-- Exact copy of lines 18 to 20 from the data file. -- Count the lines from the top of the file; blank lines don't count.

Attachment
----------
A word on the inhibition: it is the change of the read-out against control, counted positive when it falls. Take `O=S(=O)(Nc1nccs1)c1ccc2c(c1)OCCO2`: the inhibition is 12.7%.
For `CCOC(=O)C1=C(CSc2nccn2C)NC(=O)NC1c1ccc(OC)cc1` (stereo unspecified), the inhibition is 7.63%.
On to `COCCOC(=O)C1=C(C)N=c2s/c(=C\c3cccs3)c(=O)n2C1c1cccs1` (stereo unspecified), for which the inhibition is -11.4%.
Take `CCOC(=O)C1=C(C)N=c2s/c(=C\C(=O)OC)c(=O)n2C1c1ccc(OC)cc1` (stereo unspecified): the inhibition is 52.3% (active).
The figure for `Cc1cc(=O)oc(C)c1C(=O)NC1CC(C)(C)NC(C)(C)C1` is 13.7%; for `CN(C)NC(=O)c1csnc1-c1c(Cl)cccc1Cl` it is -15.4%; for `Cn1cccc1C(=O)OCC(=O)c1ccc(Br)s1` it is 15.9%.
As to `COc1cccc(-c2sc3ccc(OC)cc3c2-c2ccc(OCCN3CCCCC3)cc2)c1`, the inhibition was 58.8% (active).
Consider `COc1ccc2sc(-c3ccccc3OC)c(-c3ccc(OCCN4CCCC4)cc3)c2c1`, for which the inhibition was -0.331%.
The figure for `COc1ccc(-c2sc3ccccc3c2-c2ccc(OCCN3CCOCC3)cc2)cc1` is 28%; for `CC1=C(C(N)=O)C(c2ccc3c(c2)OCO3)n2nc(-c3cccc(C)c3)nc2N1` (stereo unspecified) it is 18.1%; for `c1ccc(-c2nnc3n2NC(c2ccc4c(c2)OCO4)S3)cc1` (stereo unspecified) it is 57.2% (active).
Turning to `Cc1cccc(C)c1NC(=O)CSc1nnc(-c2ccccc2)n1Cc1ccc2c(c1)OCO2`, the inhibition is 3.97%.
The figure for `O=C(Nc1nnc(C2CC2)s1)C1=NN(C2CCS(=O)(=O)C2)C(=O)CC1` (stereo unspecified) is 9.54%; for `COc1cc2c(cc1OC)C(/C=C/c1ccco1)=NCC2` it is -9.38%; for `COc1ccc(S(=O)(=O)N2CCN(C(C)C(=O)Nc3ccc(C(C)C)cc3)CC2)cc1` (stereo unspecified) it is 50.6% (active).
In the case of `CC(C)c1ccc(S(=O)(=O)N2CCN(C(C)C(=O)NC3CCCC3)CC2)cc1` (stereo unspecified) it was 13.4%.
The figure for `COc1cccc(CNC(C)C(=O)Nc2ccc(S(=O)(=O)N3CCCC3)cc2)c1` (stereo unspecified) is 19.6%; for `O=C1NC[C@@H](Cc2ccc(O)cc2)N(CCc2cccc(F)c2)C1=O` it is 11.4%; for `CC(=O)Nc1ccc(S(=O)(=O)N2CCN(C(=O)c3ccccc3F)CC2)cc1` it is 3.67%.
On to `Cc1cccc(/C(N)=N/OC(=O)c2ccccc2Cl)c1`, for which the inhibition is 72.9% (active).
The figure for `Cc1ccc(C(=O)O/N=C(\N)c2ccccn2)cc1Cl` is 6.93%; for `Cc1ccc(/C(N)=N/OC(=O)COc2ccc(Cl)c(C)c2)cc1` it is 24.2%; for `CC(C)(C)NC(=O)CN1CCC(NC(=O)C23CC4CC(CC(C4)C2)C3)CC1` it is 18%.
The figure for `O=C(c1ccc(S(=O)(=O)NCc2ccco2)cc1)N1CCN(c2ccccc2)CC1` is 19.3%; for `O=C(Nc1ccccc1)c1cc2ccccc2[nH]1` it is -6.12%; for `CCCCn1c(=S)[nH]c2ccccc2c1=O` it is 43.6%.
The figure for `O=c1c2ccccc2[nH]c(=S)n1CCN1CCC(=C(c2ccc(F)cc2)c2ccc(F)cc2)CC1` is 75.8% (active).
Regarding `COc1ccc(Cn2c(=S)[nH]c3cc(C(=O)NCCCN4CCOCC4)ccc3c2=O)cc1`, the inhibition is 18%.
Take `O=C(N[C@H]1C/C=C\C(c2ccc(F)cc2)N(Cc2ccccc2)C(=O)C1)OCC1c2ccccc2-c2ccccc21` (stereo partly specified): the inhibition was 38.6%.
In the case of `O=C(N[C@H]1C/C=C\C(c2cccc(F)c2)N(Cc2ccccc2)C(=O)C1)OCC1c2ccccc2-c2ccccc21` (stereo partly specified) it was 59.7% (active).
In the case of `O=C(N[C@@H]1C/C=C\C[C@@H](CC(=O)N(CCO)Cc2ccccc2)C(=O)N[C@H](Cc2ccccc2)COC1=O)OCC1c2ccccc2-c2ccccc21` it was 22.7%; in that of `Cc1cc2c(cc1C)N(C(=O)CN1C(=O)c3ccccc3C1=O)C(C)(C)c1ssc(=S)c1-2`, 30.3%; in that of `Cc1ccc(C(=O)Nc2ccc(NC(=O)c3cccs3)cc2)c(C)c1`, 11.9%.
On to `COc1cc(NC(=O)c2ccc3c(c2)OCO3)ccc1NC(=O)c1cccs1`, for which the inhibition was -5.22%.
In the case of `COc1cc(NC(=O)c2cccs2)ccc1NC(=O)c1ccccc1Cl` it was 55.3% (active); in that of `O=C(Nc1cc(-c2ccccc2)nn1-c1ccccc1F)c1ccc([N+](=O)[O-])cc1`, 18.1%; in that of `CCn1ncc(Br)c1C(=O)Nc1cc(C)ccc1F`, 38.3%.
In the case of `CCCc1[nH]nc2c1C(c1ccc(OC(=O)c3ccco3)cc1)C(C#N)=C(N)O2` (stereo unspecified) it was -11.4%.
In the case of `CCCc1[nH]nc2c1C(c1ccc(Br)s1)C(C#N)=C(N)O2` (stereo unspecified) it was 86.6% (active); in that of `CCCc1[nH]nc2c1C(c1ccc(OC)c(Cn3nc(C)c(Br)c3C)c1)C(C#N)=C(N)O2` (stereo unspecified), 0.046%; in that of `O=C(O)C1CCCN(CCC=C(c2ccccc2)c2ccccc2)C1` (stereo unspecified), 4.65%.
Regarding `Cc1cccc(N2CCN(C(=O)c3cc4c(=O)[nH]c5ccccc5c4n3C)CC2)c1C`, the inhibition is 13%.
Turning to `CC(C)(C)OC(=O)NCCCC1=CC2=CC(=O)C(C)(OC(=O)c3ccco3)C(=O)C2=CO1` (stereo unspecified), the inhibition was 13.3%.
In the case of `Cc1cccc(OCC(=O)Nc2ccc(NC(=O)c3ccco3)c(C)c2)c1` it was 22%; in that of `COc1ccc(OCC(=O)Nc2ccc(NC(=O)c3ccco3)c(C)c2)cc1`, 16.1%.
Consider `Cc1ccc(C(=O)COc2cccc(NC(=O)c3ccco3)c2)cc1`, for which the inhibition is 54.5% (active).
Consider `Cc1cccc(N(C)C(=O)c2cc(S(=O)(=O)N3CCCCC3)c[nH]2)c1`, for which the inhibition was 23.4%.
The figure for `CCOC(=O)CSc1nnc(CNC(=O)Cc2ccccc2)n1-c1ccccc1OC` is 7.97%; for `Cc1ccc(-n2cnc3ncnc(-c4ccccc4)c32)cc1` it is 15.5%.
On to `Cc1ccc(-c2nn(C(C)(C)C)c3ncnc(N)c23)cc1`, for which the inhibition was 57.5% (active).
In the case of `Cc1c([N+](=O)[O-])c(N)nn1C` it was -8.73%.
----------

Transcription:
Take `O=C(N[C@H]1C/C=C\C(c2ccc(F)cc2)N(Cc2ccccc2)C(=O)C1)OCC1c2ccccc2-c2ccccc21` (stereo partly specified): the inhibition was 38.6%.
In the case of `O=C(N[C@H]1C/C=C\C(c2cccc(F)c2)N(Cc2ccccc2)C(=O)C1)OCC1c2ccccc2-c2ccccc21` (stereo partly specified) it was 59.7% (active).
In the case of `O=C(N[C@@H]1C/C=C\C[C@@H](CC(=O)N(CCO)Cc2ccccc2)C(=O)N[C@H](Cc2ccccc2)COC1=O)OCC1c2ccccc2-c2ccccc21` it was 22.7%; in that of `Cc1cc2c(cc1C)N(C(=O)CN1C(=O)c3ccccc3C1=O)C(C)(C)c1ssc(=S)c1-2`, 30.3%; in that of `Cc1ccc(C(=O)Nc2ccc(NC(=O)c3cccs3)cc2)c(C)c1`, 11.9%.